What Really Makes A Truck American? - Bench WheelingPosted in Features on September 25, 2013
When searching for a new truck, Harry naturally gravitated towards Toyotas, since that is what he wheels and knows best. Fred urged Harry to consider buying ’Merican though, which got them to thinking about what exactly defines an “American truck” in this day and age. Like choosing belts and suspenders or creamy and chunky peanut butter, it wasn’t long before the duo was rolling up their sleeves and debating which is best and how to define what makes a truck American.
My Tundra Is More American Than Your Ram!
At the risk of offending our more affluent readers, I must confess I feel no stronger bond with a billionaire from America than one from Japan or Germany. What is more important to me is the average guy I can relate to, the one who is working all week to support his family and work on his rig with whatever is left over. One job in the auto industry supports nine other jobs in that community, and there are a lot more factory line workers out there than CEOs. While I will try to keep my argument focused more on 4x4s than cars, it is relevant to the conversation to note that Cars.com ranked the Camry the most American car on the market. So how does the Tundra stack up against the Big Three?
By percentage of parts, the Ford F-150 is 75 percent American while the Toyota Tundra is…75 percent American! They both beat the Chevy Silverado, which only has 65 percent American-made parts. The Silverado is manufactured in Flint, Michigan, and Fort Wayne, Indiana, as well as by our neighbors to the north in Oshawa, Ontario, Canada (I suppose our money could go to worse places than paying for hockey sticks and maple syrup). GM SUVs like the Tahoe and Avalanche are manufactured in Arlington, Texas, as well as Silao, Mexico.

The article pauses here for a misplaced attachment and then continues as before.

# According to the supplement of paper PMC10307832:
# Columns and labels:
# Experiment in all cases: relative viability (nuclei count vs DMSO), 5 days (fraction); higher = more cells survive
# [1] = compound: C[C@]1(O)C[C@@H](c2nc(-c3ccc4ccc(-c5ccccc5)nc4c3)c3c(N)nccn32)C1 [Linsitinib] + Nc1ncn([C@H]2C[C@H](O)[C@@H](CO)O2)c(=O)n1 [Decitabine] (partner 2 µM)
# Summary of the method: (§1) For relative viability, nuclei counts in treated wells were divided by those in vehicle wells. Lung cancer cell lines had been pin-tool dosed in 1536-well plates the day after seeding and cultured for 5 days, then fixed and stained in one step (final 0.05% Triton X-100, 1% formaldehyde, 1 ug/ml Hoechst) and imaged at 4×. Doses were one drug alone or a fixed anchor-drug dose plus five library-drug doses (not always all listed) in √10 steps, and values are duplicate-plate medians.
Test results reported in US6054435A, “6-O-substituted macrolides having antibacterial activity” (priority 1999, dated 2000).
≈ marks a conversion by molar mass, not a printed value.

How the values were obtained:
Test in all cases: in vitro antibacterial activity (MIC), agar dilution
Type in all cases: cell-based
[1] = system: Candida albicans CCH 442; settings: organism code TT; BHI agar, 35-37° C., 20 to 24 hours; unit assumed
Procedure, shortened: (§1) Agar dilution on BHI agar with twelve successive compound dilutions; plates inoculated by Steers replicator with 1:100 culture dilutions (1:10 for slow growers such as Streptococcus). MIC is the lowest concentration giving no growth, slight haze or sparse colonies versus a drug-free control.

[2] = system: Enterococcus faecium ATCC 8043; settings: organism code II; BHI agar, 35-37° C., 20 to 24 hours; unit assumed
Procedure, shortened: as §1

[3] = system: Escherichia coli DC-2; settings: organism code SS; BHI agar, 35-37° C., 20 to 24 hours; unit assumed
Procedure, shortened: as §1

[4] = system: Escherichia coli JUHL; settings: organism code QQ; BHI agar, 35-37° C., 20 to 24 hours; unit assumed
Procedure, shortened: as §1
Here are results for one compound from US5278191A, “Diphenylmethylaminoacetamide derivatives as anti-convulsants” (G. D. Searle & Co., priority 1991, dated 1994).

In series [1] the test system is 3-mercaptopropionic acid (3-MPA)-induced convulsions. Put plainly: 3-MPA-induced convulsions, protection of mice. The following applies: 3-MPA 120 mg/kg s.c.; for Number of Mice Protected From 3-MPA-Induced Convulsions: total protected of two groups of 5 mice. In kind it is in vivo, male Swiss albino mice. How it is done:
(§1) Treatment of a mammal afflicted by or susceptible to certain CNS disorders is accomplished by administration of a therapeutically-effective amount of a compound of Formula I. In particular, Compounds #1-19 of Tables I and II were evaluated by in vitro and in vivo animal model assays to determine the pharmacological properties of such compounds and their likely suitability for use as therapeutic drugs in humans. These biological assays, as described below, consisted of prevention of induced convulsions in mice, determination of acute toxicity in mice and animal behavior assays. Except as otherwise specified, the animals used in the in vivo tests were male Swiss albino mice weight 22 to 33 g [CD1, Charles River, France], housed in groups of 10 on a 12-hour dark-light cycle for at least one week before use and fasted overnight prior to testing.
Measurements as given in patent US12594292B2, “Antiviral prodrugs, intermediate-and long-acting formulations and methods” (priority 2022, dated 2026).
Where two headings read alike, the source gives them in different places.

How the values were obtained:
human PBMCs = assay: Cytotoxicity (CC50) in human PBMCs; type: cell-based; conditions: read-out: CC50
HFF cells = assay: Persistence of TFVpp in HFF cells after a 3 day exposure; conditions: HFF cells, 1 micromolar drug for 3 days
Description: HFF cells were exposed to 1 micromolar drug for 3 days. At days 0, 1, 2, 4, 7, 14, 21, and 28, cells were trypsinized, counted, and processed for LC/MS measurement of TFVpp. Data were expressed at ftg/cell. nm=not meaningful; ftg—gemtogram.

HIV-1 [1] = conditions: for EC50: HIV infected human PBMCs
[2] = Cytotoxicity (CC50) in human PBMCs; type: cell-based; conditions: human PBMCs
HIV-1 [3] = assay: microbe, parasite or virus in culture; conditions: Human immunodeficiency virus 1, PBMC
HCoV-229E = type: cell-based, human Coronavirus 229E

The Ford F-150 is still produced in Dearborn, Michigan, and the Super Duty is made in Louisville, Kentucky. Those two facilities employ over 13,000 people, so props to Ford for that. In 2009 Dodge closed its Fenton, Missouri, plant and shifted production of heavy-duty Ram trucks south to Saltillo, Mexico. At least the Ram 1500 is still made in Warren, Michigan, by 25,00 American employees.
Now what about those so-called Japanese trucks? The Toyota Tundra and Tacoma are manufactured in San Antonio, Texas, and while Texans may try to convince you that they are their own country the rest of us still consider them part of America. Toyota’s San Antonio facility employees 2,300 people directly and thousands more as suppliers and contractors—more employees than Dodge or Chevy facilities but a far cry from Ford. Looking to up the ante even further, the new ’14 Tundra was even designed in the USA specifically for this market.
Nissan has plants in Smyrna and Decherd, Tennessee, and Canton, Mississippi. The Xterra, Frontier, and Pathfinder are made in Smyrna by 6,700 hardworking Americans. The Titan and Armada are made in Canton, where 3,300 people are employed directly along with another 1,500 contractors. Nissan also has a design center in San Diego, California, where the award-winning Xterra and Frontier were conceived. Sounds pretty American to me! Now if only Toyota or Nissan offered a diesel.